FILM REVIEW – BLUE IGUANA. With Sam Rockwell, Ben Schwartz, Phoebe Fox, Peter Ferdinando, Simon Callow. Written and directed by Hadi Hajaig. Not rated. 100 minutes.
BLUE IGUANA is a throwback to movies like “Lock, Stock and Two Smoking Barrels” and “Snatch.” They were early works by Guy Ritchie that combined humor and violence in offering a modern and quite British take on the gangster film. Adding Americans Sam Rockwell and Ben Schwartz to the mix may expand its audience appeal somewhat, although it’s only getting a limited theatrical release and otherwise can be seen on Video on Demand.
Eddie (Rockwell) and Paul (Schwartz) are two losers out on parole working at a seedy diner when British attorney Katherine Rookwood (Phoebe Fox) shows up with a proposition. If they will go to London and steal a satchel, she’ll pay them $20,000. After some haggling over the price, they agree, with only lip service given to the fact that leaving the country will violate their parole.
After that, the details are unimportant, with the content of the satchel being merely the means to an end which will explain the film’s title. Suffice to say that there are other people interested in the satchel including a gang boss (Peter Polycarpou) to whom Katherine is indebted and a mulleted flunky (Peter Ferdinando) who leaves a number of bodies in his wake.
Essentially this is a caper film with a lot of people working at cross-purposes. We’re supposed to be rooting for Eddie and Paul in spite of the fact that they’re not the sharpest tools in the shed. Veteran British actors Simon Callow (as a relative teaching the Americans how to talk “British”) and Amanda Donohoe (as a pub owner with whom Paul becomes involved) show up in supporting roles, adding a touch of class to the proceedings, but much of the film consists of the characters plotting or bungling or doing both.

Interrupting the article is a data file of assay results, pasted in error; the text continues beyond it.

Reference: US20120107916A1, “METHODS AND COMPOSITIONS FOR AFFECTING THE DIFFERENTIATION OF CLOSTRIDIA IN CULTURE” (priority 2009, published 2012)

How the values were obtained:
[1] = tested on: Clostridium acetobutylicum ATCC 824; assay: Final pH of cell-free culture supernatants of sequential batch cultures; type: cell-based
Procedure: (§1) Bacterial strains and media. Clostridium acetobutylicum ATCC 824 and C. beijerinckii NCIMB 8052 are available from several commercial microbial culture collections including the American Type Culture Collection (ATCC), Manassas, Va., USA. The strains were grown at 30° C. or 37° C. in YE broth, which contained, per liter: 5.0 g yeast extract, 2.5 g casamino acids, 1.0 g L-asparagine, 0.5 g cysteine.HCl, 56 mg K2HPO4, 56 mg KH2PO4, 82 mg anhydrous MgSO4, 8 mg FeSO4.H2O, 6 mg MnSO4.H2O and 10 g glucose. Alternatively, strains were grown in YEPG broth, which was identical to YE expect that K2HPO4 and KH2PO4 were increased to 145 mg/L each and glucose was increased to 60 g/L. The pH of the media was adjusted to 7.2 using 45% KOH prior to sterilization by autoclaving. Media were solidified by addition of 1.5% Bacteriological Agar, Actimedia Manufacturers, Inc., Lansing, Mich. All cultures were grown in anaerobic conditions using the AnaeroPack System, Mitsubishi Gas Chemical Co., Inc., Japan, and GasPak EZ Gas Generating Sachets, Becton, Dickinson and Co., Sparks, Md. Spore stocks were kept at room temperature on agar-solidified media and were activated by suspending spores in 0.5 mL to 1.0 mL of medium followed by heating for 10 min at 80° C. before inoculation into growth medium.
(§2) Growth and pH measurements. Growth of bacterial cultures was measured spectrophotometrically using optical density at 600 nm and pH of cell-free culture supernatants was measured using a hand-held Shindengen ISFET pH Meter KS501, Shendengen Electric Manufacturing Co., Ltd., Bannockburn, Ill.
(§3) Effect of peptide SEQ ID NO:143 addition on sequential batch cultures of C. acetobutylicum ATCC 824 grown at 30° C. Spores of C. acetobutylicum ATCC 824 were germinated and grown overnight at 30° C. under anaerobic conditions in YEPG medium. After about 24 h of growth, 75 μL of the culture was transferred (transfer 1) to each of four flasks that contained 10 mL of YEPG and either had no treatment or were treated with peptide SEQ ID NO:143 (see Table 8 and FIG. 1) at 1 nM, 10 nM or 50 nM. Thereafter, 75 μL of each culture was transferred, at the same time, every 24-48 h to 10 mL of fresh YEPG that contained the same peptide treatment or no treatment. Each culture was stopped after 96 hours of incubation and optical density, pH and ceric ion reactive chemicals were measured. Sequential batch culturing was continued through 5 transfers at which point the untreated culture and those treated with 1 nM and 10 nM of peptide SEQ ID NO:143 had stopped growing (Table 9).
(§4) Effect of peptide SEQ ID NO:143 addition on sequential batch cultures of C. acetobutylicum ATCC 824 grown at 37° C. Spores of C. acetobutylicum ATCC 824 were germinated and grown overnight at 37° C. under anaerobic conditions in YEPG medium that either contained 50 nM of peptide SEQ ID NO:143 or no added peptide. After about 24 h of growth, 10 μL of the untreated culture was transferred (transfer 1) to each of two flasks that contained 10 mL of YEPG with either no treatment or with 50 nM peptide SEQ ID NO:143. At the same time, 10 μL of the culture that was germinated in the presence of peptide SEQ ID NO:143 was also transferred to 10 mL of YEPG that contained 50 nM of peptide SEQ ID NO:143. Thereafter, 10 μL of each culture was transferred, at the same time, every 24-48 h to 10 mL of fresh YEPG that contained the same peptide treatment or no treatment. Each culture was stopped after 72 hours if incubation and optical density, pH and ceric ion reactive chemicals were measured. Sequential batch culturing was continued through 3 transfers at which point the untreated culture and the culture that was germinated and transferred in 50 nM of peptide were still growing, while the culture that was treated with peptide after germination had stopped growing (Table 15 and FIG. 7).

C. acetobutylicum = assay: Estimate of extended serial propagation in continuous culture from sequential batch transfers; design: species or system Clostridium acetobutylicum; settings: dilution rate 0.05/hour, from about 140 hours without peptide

The story is less important than the character turns and so one’s enjoyment depends on the principal actors engaging us. Rockwell and Schwartz play characters who are self-assured with no reason to be, so that it’s hard to empathize with them. They are amusing but cause many of their own problems. Ferdinando and Polycarpou are effective heavies, the former appropriately thuggish and the latter more genteel until he gets violent. It’s Fox who fares best, as the young attorney with a promising career who – for reasons that emerge – finds herself in debt to the mob boss.
If you’re looking for a bunch of eccentric characters shooting each other or otherwise engaging in various acts of mayhem, then “Blue Iguana” may work for you. If you want a complex plot that makes sense with characters who are more three dimensional than comic caricatures, you’ll have to look elsewhere.***
Daniel M. Kimmel is a veteran movie critic and author of a host of film-related books. His latest novel is Time on My Hands: My Misadventures in Time Travel. He is the 2018 recipient of the Skylark Award given by the New England Science Fiction Association. He lives in Somerville, Massachusetts.